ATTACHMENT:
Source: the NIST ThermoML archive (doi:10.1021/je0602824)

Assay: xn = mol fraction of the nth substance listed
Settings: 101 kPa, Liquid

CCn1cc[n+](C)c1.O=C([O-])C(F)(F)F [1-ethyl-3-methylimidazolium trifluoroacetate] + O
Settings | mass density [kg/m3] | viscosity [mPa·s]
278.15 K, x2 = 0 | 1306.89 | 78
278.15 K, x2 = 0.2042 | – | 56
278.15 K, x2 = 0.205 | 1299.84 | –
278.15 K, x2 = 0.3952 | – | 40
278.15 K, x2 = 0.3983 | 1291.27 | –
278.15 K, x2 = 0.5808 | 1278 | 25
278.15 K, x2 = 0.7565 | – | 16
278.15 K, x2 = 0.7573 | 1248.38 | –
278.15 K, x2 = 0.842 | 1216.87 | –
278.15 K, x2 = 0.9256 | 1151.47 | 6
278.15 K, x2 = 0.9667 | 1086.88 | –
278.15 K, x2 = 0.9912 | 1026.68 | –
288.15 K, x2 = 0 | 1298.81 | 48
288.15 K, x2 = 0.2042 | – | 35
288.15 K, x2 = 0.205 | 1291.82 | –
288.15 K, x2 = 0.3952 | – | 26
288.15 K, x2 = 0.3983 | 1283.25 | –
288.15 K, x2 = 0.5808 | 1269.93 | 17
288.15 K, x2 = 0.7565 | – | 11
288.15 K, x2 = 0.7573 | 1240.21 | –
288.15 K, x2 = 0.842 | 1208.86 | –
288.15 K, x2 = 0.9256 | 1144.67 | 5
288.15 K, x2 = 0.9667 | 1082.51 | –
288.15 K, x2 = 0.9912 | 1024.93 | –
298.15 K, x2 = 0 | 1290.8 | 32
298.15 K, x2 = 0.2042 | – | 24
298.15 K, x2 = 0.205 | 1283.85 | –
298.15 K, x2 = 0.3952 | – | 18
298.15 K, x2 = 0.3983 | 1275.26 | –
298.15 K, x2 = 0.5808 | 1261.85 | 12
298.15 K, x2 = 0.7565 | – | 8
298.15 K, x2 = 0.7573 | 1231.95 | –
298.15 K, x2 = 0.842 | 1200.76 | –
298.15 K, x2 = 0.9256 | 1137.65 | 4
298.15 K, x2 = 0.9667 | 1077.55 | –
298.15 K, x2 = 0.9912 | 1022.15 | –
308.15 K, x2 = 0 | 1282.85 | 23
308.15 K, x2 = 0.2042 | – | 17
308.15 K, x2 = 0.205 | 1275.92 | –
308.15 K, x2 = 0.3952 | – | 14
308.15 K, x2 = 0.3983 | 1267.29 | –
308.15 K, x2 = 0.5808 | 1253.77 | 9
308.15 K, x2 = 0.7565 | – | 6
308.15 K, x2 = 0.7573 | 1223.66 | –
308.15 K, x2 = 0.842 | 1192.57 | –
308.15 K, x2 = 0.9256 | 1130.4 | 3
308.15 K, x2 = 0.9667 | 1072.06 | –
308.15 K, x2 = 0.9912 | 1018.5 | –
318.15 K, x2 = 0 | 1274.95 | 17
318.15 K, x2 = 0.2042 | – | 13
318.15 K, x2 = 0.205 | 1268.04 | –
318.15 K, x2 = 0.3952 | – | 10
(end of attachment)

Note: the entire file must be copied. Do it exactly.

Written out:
Source: the NIST ThermoML archive (doi:10.1021/je0602824)

Assay: xn = mol fraction of the nth substance listed
Settings: 101 kPa, Liquid

CCn1cc[n+](C)c1.O=C([O-])C(F)(F)F [1-ethyl-3-methylimidazolium trifluoroacetate] + O
Settings | mass density [kg/m3] | viscosity [mPa·s]
278.15 K, x2 = 0 | 1306.89 | 78
278.15 K, x2 = 0.2042 | – | 56
278.15 K, x2 = 0.205 | 1299.84 | –
278.15 K, x2 = 0.3952 | – | 40
278.15 K, x2 = 0.3983 | 1291.27 | –
278.15 K, x2 = 0.5808 | 1278 | 25
278.15 K, x2 = 0.7565 | – | 16
278.15 K, x2 = 0.7573 | 1248.38 | –
278.15 K, x2 = 0.842 | 1216.87 | –
278.15 K, x2 = 0.9256 | 1151.47 | 6
278.15 K, x2 = 0.9667 | 1086.88 | –
278.15 K, x2 = 0.9912 | 1026.68 | –
288.15 K, x2 = 0 | 1298.81 | 48
288.15 K, x2 = 0.2042 | – | 35
288.15 K, x2 = 0.205 | 1291.82 | –
288.15 K, x2 = 0.3952 | – | 26
288.15 K, x2 = 0.3983 | 1283.25 | –
288.15 K, x2 = 0.5808 | 1269.93 | 17
288.15 K, x2 = 0.7565 | – | 11
288.15 K, x2 = 0.7573 | 1240.21 | –
288.15 K, x2 = 0.842 | 1208.86 | –
288.15 K, x2 = 0.9256 | 1144.67 | 5
288.15 K, x2 = 0.9667 | 1082.51 | –
288.15 K, x2 = 0.9912 | 1024.93 | –
298.15 K, x2 = 0 | 1290.8 | 32
298.15 K, x2 = 0.2042 | – | 24
298.15 K, x2 = 0.205 | 1283.85 | –
298.15 K, x2 = 0.3952 | – | 18
298.15 K, x2 = 0.3983 | 1275.26 | –
298.15 K, x2 = 0.5808 | 1261.85 | 12
298.15 K, x2 = 0.7565 | – | 8
298.15 K, x2 = 0.7573 | 1231.95 | –
298.15 K, x2 = 0.842 | 1200.76 | –
298.15 K, x2 = 0.9256 | 1137.65 | 4
298.15 K, x2 = 0.9667 | 1077.55 | –
298.15 K, x2 = 0.9912 | 1022.15 | –
308.15 K, x2 = 0 | 1282.85 | 23
308.15 K, x2 = 0.2042 | – | 17
308.15 K, x2 = 0.205 | 1275.92 | –
308.15 K, x2 = 0.3952 | – | 14
308.15 K, x2 = 0.3983 | 1267.29 | –
308.15 K, x2 = 0.5808 | 1253.77 | 9
308.15 K, x2 = 0.7565 | – | 6
308.15 K, x2 = 0.7573 | 1223.66 | –
308.15 K, x2 = 0.842 | 1192.57 | –
308.15 K, x2 = 0.9256 | 1130.4 | 3
308.15 K, x2 = 0.9667 | 1072.06 | –
308.15 K, x2 = 0.9912 | 1018.5 | –
318.15 K, x2 = 0 | 1274.95 | 17
318.15 K, x2 = 0.2042 | – | 13
318.15 K, x2 = 0.205 | 1268.04 | –
318.15 K, x2 = 0.3952 | – | 10